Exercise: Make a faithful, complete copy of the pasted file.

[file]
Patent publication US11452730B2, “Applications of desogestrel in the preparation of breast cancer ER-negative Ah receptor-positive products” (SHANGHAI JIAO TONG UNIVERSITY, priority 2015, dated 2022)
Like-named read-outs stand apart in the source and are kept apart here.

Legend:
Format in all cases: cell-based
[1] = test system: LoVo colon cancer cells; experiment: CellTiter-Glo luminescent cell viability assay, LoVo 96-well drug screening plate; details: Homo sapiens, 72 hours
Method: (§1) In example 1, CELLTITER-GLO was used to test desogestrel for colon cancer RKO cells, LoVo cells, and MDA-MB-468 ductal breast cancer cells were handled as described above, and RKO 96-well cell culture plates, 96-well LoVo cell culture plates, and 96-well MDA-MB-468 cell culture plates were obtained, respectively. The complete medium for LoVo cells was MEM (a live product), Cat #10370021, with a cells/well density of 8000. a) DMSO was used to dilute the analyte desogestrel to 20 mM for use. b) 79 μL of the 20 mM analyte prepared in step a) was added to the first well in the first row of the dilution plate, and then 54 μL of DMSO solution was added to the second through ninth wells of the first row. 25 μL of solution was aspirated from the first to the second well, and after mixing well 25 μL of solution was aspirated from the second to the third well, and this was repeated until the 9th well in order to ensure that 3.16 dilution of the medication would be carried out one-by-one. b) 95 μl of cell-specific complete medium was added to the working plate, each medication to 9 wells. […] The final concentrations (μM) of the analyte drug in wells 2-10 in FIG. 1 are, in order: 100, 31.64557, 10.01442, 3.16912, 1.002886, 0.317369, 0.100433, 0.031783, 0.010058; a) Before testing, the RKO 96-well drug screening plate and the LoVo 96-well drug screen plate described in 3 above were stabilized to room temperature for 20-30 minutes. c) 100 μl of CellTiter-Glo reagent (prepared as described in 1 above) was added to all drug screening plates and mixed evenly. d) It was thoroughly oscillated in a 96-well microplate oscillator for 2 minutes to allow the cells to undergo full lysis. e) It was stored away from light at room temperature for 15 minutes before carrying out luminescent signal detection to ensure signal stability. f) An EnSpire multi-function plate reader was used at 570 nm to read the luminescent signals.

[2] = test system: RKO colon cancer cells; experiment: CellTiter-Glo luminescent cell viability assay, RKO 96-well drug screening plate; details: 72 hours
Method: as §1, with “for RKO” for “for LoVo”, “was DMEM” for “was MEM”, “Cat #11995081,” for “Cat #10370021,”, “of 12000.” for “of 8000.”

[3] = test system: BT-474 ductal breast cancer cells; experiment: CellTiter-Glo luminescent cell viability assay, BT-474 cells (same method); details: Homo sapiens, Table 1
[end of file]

Patent publication US11452730B2, “Applications of desogestrel in the preparation of breast cancer ER-negative Ah receptor-positive products” (SHANGHAI JIAO TONG UNIVERSITY, priority 2015, dated 2022)
Like-named read-outs stand apart in the source and are kept apart here.

Legend:
Format in all cases: cell-based
[1] = test system: LoVo colon cancer cells; experiment: CellTiter-Glo luminescent cell viability assay, LoVo 96-well drug screening plate; details: Homo sapiens, 72 hours
Method: (§1) In example 1, CELLTITER-GLO was used to test desogestrel for colon cancer RKO cells, LoVo cells, and MDA-MB-468 ductal breast cancer cells were handled as described above, and RKO 96-well cell culture plates, 96-well LoVo cell culture plates, and 96-well MDA-MB-468 cell culture plates were obtained, respectively. The complete medium for LoVo cells was MEM (a live product), Cat #10370021, with a cells/well density of 8000. a) DMSO was used to dilute the analyte desogestrel to 20 mM for use. b) 79 μL of the 20 mM analyte prepared in step a) was added to the first well in the first row of the dilution plate, and then 54 μL of DMSO solution was added to the second through ninth wells of the first row. 25 μL of solution was aspirated from the first to the second well, and after mixing well 25 μL of solution was aspirated from the second to the third well, and this was repeated until the 9th well in order to ensure that 3.16 dilution of the medication would be carried out one-by-one. b) 95 μl of cell-specific complete medium was added to the working plate, each medication to 9 wells. […] The final concentrations (μM) of the analyte drug in wells 2-10 in FIG. 1 are, in order: 100, 31.64557, 10.01442, 3.16912, 1.002886, 0.317369, 0.100433, 0.031783, 0.010058; a) Before testing, the RKO 96-well drug screening plate and the LoVo 96-well drug screen plate described in 3 above were stabilized to room temperature for 20-30 minutes. c) 100 μl of CellTiter-Glo reagent (prepared as described in 1 above) was added to all drug screening plates and mixed evenly. d) It was thoroughly oscillated in a 96-well microplate oscillator for 2 minutes to allow the cells to undergo full lysis. e) It was stored away from light at room temperature for 15 minutes before carrying out luminescent signal detection to ensure signal stability. f) An EnSpire multi-function plate reader was used at 570 nm to read the luminescent signals.

[2] = test system: RKO colon cancer cells; experiment: CellTiter-Glo luminescent cell viability assay, RKO 96-well drug screening plate; details: 72 hours
Method: as §1, with “for RKO” for “for LoVo”, “was DMEM” for “was MEM”, “Cat #11995081,” for “Cat #10370021,”, “of 12000.” for “of 8000.”

[3] = test system: BT-474 ductal breast cancer cells; experiment: CellTiter-Glo luminescent cell viability assay, BT-474 cells (same method); details: Homo sapiens, Table 1